Piece of me

You’d think after all these years of clinical trial participation I would have this thing completely figured out. But no.

When I spoke to Alice yesterday I asked her if we would get some results from the lung biopsy on Monday. Post procedure it was explained to me that enough tissue had been successfully removed for the trial requirements, but that they weren’t able to get any extra. At the time (still groggy from the sedative) I wasn’t even sure what this meant.

If you recall, I had a biopsy on lorlatinib where there was an attempt to get extra tissue so that Alice could determine my mechanisms of resistance. Our sample came up empty and she asked the sponsor of the trial if they would be willing to share some of their (my) tissue with us. It cracked me up at the time (and infuriated me) that we had to even ask for my tissue. MY TISSUE. But I also didn’t understand how endemic this was.

Anyway, the answer to my question was that we were unlikely to get any results back from my biopsy (the first of two that are required). And this is when I finally understood that there is a big difference between a biopsy that is for research purposes and one that is for the clinical benefit of the patient.

What is the same is this. It is my tissue, my time, my insurance that is billed for the procedure. My risk, considered high with an intrathoracic procedure.

In other words, this (a biopsy) is something I am doing just for the good of science. Willingly, as I signed the protocol. However, it would not be difficult to argue that I feel coerced by both my imminent demise and the lack of potential treatment options.

For those of you who wonder how I can be grateful for the opportunity to participate in trials (beats the alternative) but also angry, well, here you have it.

Tell me what is fair about requiring me to undergo an invasive procedure, pay for it (billed to insurance), undertake extra risk and potential expense–I have often had a pneumothorax following a biospy, which meant a night in the big house), and to do so simply in a spirit of altruism.

Fucking A. If biopsies are required, then there should be some quid pro quo here. Results should be shared with me and better yet, there should be an emphasis on finding clinically relevant information. If this is not the height of bullshittery in clinical trials, I don’t know what is.

And as it turns out, ASCO agrees with me. Somewhat tepidly, but for their viewpoint on research biopsies, click here.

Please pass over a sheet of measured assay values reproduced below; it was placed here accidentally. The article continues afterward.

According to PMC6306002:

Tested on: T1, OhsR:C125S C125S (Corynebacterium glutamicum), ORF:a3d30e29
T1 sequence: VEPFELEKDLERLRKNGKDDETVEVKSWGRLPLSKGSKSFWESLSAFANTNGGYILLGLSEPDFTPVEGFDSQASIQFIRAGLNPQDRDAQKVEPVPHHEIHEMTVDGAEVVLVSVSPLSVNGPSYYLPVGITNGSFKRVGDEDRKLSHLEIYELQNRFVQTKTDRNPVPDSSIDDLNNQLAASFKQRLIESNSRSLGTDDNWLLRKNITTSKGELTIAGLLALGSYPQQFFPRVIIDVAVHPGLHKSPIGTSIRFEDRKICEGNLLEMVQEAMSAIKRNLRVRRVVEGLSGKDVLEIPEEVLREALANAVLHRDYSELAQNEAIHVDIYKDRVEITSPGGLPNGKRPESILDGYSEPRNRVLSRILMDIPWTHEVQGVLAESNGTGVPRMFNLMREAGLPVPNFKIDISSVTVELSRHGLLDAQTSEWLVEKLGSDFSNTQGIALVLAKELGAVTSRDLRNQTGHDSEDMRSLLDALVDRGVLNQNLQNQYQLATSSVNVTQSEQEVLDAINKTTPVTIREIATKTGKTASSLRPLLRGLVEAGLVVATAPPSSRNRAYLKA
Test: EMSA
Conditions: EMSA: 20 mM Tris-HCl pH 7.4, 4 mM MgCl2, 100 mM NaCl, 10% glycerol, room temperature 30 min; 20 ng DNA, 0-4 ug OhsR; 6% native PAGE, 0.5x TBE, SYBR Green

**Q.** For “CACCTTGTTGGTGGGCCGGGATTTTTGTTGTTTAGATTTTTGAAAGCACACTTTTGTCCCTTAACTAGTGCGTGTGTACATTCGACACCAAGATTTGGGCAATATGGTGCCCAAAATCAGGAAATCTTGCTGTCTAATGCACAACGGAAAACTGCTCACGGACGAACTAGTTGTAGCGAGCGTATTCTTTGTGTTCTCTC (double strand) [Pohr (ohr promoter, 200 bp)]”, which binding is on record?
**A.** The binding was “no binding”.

9 responses to “Piece of me

  1. You go, girl!

  2. I agree! We have faced the very same thing! If it’s for a clinical trial and you ask for some tissue to be sent somewhere else the answer is a resounding NO! We’ve also been strung along with.. hmm we are not sure there is any left! Or if we have it we will have to charge you!!! What,? This is my husband’s tissue and we have to pay you!!!

  3. I agree! We have faced the very same thing! If it’s for a clinical trial and you ask for some tissue to be sent somewhere else the answer is a resounding NO! We’ve also been strung along with.. hmm we are not sure there is any left! Or if we have it we will have to charge you!!! What,? This is my husband’s tissue and we have to pay you!!! Trying to get tissue samples transferred has been ridiculous

  4. Duh!!! This clearly makes no sense. Other than the obvious risk to you, the “Participant”, not sharing some of “You” seems ridiculously absurd. As with most things in “Our” society, Profit is the driving force here with no compassion or concern for the person being “Used” or recognition that they are a tool of the research. Considering your years of fighting and advocating for yourself and fellow Clinical Trial participants to be treated mindfully and compensated for their sacrifice, this is even more upsetting! The bottom line is my belief that you will be helped Linnea!

  5. I feel the same way. Had two biopsies at MD Anderson and two at SCCA none of which I was allowed to know the results of. This is infuriating because I’m on my 6th treatment. I hope Alice is able to somehow get this information for you. If anyone can do it, she can. Best of luck!

    • Hi there it’s all very confusing I had a liver biopsy last year at MD Anderson then transferred to SCCA and MD Anderson did not like to share the results or the the slides took some calls by my Team to get them. I am somewhat new to this research drug trial roller coaster. I also cannot see my CT results on my E chart.

  6. Anne MI Phillips

    I am outraged. If you have somewhere to direct my complaints about the injustice of them not giving you a piece of you then I would like to give them a piece of me. My mind, my middle finger, whatever works.

  7. LInnea – Thank you very much for writing this piece. It’s incredibly important. Those of us who have not walked this journey do not realize the implications. Keep writing and sharing! And we’ll help you share as well!
    ❤ m

  8. Linnea. Thank you so much for all that you do for lung cancer patients especially sharing all the “trials” you face when on a trial. You fight for things I’m certain we – my husband and I – would probably roll over and accept or not understand how important they are to question. You are our “wait a minute that’s not right” person when navigating the medical community. Sending you much appreciation, support and strength on your/our journey.

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